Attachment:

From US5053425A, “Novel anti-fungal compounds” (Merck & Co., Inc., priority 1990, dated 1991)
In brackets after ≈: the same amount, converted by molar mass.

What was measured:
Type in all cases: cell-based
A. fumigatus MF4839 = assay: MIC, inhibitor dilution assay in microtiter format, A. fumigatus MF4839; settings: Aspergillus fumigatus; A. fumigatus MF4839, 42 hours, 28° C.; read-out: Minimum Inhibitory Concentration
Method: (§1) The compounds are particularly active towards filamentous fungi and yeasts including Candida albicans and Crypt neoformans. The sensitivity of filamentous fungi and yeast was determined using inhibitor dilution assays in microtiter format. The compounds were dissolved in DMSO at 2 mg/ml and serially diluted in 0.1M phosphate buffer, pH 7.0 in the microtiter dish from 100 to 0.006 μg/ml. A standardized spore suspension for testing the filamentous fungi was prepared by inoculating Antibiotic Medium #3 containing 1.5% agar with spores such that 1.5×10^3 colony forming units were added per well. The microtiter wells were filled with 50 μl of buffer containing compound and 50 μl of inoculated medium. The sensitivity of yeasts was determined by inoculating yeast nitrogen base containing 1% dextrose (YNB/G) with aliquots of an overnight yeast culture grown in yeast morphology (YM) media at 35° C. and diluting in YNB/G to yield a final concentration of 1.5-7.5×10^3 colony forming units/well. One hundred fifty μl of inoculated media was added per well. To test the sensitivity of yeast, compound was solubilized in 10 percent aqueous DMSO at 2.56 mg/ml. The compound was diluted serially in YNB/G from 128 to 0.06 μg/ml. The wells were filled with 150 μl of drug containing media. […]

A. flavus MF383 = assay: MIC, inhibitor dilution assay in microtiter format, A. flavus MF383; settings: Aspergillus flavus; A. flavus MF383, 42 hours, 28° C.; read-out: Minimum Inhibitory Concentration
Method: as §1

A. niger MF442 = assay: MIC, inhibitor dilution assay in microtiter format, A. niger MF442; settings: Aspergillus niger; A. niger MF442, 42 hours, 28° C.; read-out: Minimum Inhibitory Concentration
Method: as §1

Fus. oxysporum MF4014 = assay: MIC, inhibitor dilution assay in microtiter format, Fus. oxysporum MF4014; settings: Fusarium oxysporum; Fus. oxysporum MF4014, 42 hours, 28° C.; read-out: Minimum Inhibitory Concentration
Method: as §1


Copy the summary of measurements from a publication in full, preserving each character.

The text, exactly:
From US5053425A, “Novel anti-fungal compounds” (Merck & Co., Inc., priority 1990, dated 1991)
In brackets after ≈: the same amount, converted by molar mass.

What was measured:
Type in all cases: cell-based
A. fumigatus MF4839 = assay: MIC, inhibitor dilution assay in microtiter format, A. fumigatus MF4839; settings: Aspergillus fumigatus; A. fumigatus MF4839, 42 hours, 28° C.; read-out: Minimum Inhibitory Concentration
Method: (§1) The compounds are particularly active towards filamentous fungi and yeasts including Candida albicans and Crypt neoformans. The sensitivity of filamentous fungi and yeast was determined using inhibitor dilution assays in microtiter format. The compounds were dissolved in DMSO at 2 mg/ml and serially diluted in 0.1M phosphate buffer, pH 7.0 in the microtiter dish from 100 to 0.006 μg/ml. A standardized spore suspension for testing the filamentous fungi was prepared by inoculating Antibiotic Medium #3 containing 1.5% agar with spores such that 1.5×10^3 colony forming units were added per well. The microtiter wells were filled with 50 μl of buffer containing compound and 50 μl of inoculated medium. The sensitivity of yeasts was determined by inoculating yeast nitrogen base containing 1% dextrose (YNB/G) with aliquots of an overnight yeast culture grown in yeast morphology (YM) media at 35° C. and diluting in YNB/G to yield a final concentration of 1.5-7.5×10^3 colony forming units/well. One hundred fifty μl of inoculated media was added per well. To test the sensitivity of yeast, compound was solubilized in 10 percent aqueous DMSO at 2.56 mg/ml. The compound was diluted serially in YNB/G from 128 to 0.06 μg/ml. The wells were filled with 150 μl of drug containing media. […]

A. flavus MF383 = assay: MIC, inhibitor dilution assay in microtiter format, A. flavus MF383; settings: Aspergillus flavus; A. flavus MF383, 42 hours, 28° C.; read-out: Minimum Inhibitory Concentration
Method: as §1

A. niger MF442 = assay: MIC, inhibitor dilution assay in microtiter format, A. niger MF442; settings: Aspergillus niger; A. niger MF442, 42 hours, 28° C.; read-out: Minimum Inhibitory Concentration
Method: as §1

Fus. oxysporum MF4014 = assay: MIC, inhibitor dilution assay in microtiter format, Fus. oxysporum MF4014; settings: Fusarium oxysporum; Fus. oxysporum MF4014, 42 hours, 28° C.; read-out: Minimum Inhibitory Concentration
Method: as §1